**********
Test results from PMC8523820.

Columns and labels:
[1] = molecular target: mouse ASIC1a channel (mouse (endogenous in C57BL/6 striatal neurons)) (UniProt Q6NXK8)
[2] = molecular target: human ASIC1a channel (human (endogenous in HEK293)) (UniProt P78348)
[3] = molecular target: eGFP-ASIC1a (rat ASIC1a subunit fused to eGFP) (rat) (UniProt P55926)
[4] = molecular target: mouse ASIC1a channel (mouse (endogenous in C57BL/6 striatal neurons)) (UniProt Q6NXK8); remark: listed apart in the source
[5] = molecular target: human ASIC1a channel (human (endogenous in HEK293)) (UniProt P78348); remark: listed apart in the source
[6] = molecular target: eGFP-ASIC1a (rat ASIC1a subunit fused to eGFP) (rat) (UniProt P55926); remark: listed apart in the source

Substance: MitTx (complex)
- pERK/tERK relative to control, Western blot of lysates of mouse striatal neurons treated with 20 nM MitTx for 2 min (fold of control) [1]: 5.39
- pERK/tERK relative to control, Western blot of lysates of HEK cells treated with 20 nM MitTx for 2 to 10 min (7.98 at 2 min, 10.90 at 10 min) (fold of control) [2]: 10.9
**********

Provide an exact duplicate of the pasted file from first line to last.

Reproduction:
Test results from PMC8523820.

Columns and labels:
[1] = molecular target: mouse ASIC1a channel (mouse (endogenous in C57BL/6 striatal neurons)) (UniProt Q6NXK8)
[2] = molecular target: human ASIC1a channel (human (endogenous in HEK293)) (UniProt P78348)
[3] = molecular target: eGFP-ASIC1a (rat ASIC1a subunit fused to eGFP) (rat) (UniProt P55926)
[4] = molecular target: mouse ASIC1a channel (mouse (endogenous in C57BL/6 striatal neurons)) (UniProt Q6NXK8); remark: listed apart in the source
[5] = molecular target: human ASIC1a channel (human (endogenous in HEK293)) (UniProt P78348); remark: listed apart in the source
[6] = molecular target: eGFP-ASIC1a (rat ASIC1a subunit fused to eGFP) (rat) (UniProt P55926); remark: listed apart in the source

Substance: MitTx (complex)
- pERK/tERK relative to control, Western blot of lysates of mouse striatal neurons treated with 20 nM MitTx for 2 min (fold of control) [1]: 5.39
- pERK/tERK relative to control, Western blot of lysates of HEK cells treated with 20 nM MitTx for 2 to 10 min (7.98 at 2 min, 10.90 at 10 min) (fold of control) [2]: 10.9